Cuba's Private Sector Demands "Young, White and Childless"
14medio, Marcelo Hernandez, Havana, 13 May 2017 – Three employees
circulate among the tables, so similar that they seem cast from the same
mold. "I want to give a good image to the place," says the owner of a
flourishing cafe on 26th Street in Havana. Like him, many private
businesses are imposing a standard on female employees: "Young, pretty,
white and childless."
With the boom of self-employment, new businesses are emerging
everywhere, much more efficient than state services. However, there are
also discriminatory patterns that privilege the physical appearance of
the hired staff, above their professional abilities.
The waiters and other employees of the most prosperous businesses in the
capital are mostly under 50, thin and white, and among them there is
also an abundance of single women, blond and blue-eyed. The current
legislation only requires that the contractor must be more than 17 years
old and be a permanent resident on the Island.
The success of a business seems to be measured not only by the number of
clients or revenues, but by a refined casting to choose the faces of
those who serve the public. Many prefer physiognomy over the skills to
serve a table or run a cash register.
Behind the scenes, physical abilities seem to fading in importance. For
the positions in the kitchens the "image" demands are less, but they
don't go away. The entrepreneur is obsessed with showing "an image of
success" through appearances, often gleaned from magazines and movies.
Luisa is 59 and her monthly pension doesn't stretch far enough to
support her for one week. A few months ago she decided to find a job
cleaning in some of the prosperous B&Bs in Old Havana where she lives.
"I thought it was a question of being healthy and doing a good job," she
After four interviews with the owners of several rental properties, the
woman was no longer so convinced that the most important thing was her
efficiency. "They looked a lot at my physical presence and one told me
very clearly that she would not hire anyone with dentures." Another
potential employer asked if she was "dieting" to look "better."
The Labor Code in force since 2014 addresses this subject, but the law
is useless in most cases. The right to employment is governed by
"equality" and "without discrimination on the basis of skin color,
gender, religious beliefs, sexual orientation, territorial origin,
disability and any other distinction detrimental to human dignity."
The deputy director of Employment of the Ministry of Labor and Social
Security, Idalmys Álvarez Mendive, says that self-employed workers "can
request and receive the advice of the authorities" about their rights,
but in practice very few do so.
Yaimara hid her pregnancy as long as she could. "When the belly began to
show the owner called and told me that I could not continue working,"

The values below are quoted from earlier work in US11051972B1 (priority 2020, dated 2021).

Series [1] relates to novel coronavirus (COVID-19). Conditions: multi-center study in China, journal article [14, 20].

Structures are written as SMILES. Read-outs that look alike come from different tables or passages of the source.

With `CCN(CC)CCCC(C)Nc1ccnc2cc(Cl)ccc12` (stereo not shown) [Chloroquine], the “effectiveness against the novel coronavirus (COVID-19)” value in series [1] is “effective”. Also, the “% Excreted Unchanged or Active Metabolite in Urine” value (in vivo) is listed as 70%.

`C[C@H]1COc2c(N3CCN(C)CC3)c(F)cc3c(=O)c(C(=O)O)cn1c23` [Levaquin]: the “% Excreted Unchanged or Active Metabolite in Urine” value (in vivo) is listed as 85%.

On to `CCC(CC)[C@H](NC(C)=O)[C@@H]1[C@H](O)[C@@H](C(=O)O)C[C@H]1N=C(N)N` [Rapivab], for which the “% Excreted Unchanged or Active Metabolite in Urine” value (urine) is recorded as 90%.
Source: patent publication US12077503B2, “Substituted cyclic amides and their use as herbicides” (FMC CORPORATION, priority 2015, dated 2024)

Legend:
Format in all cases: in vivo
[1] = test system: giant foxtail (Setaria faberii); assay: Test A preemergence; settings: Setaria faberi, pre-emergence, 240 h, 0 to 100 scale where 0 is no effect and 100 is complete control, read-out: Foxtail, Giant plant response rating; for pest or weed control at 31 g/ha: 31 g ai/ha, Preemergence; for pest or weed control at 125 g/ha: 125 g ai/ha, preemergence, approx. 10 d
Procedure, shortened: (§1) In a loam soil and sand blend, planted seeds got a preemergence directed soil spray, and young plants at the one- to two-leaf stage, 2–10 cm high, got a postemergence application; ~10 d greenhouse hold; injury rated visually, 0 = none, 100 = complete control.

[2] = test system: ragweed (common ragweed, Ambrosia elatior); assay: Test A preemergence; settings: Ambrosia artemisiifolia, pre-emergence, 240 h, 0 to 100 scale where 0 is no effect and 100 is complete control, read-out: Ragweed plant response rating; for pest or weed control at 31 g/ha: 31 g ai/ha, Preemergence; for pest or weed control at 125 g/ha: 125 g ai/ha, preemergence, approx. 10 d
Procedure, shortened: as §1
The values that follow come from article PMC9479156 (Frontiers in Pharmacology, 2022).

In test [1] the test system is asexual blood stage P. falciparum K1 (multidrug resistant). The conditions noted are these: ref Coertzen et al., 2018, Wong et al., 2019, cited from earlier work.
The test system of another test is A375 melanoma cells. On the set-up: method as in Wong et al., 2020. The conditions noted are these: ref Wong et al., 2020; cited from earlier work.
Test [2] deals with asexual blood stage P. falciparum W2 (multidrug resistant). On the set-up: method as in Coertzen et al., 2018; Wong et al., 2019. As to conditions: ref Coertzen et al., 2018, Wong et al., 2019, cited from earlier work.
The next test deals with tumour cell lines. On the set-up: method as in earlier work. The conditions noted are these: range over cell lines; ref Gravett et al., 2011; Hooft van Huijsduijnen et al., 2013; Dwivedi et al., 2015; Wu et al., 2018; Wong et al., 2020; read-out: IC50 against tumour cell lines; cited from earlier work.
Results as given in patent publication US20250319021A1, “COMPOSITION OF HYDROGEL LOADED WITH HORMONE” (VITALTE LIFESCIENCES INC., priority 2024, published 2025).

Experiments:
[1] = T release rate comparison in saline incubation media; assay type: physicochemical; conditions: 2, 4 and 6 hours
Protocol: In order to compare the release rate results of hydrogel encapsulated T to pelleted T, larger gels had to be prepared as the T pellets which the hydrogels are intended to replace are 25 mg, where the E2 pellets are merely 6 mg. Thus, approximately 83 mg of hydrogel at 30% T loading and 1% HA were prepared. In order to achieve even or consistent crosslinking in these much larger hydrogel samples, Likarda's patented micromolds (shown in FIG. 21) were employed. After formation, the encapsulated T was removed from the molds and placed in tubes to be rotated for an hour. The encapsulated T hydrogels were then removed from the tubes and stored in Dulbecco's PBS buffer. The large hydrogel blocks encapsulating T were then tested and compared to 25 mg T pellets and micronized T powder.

says the employee, who worked for two years in an exclusive restaurant
near the Habana Libre hotel. "They never made it clear to me that it was
because of the child on the way, but it was obvious."
The young woman was entitled to a maternity leave and a postnatal break
period guaranteed by law, but confesses that with that money she
received monthly on that benefit she could not buy "a single baby bottle."
In the private sector, it is common to use "determined" contracts, which
have a start date and an end date. When Yaimara concluded her maternity
leave, she could only return to the previous job if the employer wanted
her back, but her job was already occupied by another "younger and
childless worker," she said.
Of the more than 535,000 self-employed in the country, 31% are young
people between 18 and 35 years of age and 32% are women, according to
official data. But the figures published do not report details with
regards to race and much less with regards to other physical qualities
more difficult to measure.
"Many owners of private restaurants and coffee shops do not want to hire
women with small children," says Yaimara. "They are afraid that later
there will be absences because the child is sick." She recognizes that
with having a family "everything becomes more difficult because in a
private restaurant it is normal for an employee to work up to twelve
hours each day and almost no one asks for a vacation."
The new Labor Code also states that "the daily working day is eight
hours and on determined days there can be one additional hour per day
provided it does not exceed the limit of 44 hours a week."
A lawyer specializing in labor issues, who preferred anonymity,
confirmed to this newspaper that so far she has never received a case of
litigation for the violation of the rights of a self-employed. "That
does not mean it does not happen all the time, but people feel that in
the private sector anything goes."
The National Labor Inspection Office has the power to impose fines of up
to 2,000 Cuban pesos on offenders, in addition to closing the premises
and temporarily or permanently suspending the license to operate. But,
"it is not applied because workers in the non-state sector do not appeal
to that mechanism," says the lawyer.
"We must work on laws that are more closely related to what happens and
that guarantee better protection for the self-employed, but the most
important thing is the business culture of the owners," she says. "They
should seek efficiency and quality in employees beyond physical
characteristics," she says.
However, from dreams to reality still seems to be a very long way. "We
are looking for a young, woman with a university degree with a good
presence", says an ad on a crowded classified site. In addition, they
want "no children, no physical limitations."
Source: Cuba's Private Sector Demands "Young, White and Childless" –
Translating Cuba -